Monday, April 20, 2015





With the imminent end of yet another season of burly athletes playing   „territorial conquest“ as American Football is called I once again note that even a single local hero of that sport spraining as much as a pinky can be featured on the front page of the one and only remaining rag the Seattle Times, whereas I don’t recall, during my nigh 25 years in these precincts, seeing the name of a single artist on the rag’s front pages! And until at least the major artists are so featured Seattle will fail to be conducive to the arts, for a variety of historical and current reasons that I address below. 


 to come:


media, housing, philistinism...

Seattle is rife with old women busy-bodies of all kinds, many of them guys, who spend their days fussing over dirt, pise-antish supervisor types,
no end of things just a little different make them "uncomfortable," they are also snoopers + snitchers

it is a very anal city and thus unconducive to the often dirty creative process.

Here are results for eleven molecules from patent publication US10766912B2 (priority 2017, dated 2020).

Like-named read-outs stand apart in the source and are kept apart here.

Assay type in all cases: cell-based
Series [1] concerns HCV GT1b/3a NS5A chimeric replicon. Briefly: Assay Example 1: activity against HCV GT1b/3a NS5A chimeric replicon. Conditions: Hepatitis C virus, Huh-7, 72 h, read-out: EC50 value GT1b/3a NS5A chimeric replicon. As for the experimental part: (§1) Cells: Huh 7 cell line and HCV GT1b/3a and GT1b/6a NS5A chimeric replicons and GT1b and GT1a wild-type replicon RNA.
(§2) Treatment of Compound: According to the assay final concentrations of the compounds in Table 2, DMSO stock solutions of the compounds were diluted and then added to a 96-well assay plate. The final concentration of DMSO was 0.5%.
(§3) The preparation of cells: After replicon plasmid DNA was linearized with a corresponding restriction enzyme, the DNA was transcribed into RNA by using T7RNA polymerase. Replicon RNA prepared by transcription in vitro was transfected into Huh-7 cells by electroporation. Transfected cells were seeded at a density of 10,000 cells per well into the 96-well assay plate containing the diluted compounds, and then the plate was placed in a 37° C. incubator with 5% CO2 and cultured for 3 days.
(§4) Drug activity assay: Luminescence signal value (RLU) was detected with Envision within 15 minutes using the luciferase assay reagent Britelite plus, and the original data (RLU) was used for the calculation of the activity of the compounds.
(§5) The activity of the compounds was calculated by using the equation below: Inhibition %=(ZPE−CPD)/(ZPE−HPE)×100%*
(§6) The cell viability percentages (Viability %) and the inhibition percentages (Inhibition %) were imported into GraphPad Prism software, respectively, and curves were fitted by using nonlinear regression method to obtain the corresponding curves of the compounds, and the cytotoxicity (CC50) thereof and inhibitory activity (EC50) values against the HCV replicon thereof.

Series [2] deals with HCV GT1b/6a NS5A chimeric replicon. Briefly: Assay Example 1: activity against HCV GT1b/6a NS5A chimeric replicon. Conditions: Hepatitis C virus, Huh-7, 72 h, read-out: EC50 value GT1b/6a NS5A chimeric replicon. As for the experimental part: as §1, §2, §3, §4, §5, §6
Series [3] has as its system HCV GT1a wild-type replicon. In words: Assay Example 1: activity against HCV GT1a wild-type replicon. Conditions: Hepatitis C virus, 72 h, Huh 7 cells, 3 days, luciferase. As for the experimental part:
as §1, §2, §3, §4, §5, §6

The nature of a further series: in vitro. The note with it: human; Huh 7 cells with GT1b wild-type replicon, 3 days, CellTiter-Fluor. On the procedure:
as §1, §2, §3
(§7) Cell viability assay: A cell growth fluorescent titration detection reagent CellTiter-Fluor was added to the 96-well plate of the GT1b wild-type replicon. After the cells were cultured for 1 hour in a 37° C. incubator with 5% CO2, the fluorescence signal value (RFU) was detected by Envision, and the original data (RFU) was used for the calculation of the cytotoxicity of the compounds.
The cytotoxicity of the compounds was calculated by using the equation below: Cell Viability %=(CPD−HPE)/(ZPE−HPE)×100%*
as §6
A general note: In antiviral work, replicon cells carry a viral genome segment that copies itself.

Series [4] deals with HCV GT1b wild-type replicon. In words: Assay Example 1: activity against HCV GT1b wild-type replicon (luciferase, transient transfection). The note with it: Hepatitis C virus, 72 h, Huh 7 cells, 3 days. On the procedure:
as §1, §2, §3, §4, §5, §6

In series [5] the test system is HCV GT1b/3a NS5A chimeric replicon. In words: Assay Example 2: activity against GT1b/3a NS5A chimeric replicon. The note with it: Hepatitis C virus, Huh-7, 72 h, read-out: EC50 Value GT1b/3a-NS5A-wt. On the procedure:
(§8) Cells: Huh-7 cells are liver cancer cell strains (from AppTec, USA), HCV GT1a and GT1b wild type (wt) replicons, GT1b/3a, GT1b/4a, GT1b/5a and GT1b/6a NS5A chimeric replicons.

I knew the word “provinciality” of course, even felt that there were a host of provincial aspects to New York City, but didn’t give thought to how provinciality comes about, didn’t really have time until I was in the provinces.

If you are in Baja California you are in a rural environment, at most a small circus might enliven one or the other small pueblo. You do no plaint about provinciality in a rural environment. However, Seattle is something else, because it has cultural pretensions, it even had the buddings of a theater town, small troupes sinking roots, in the last third of the previous century. But the roots shriveled as they tend to in infertile environments. Too much television, too much on-line.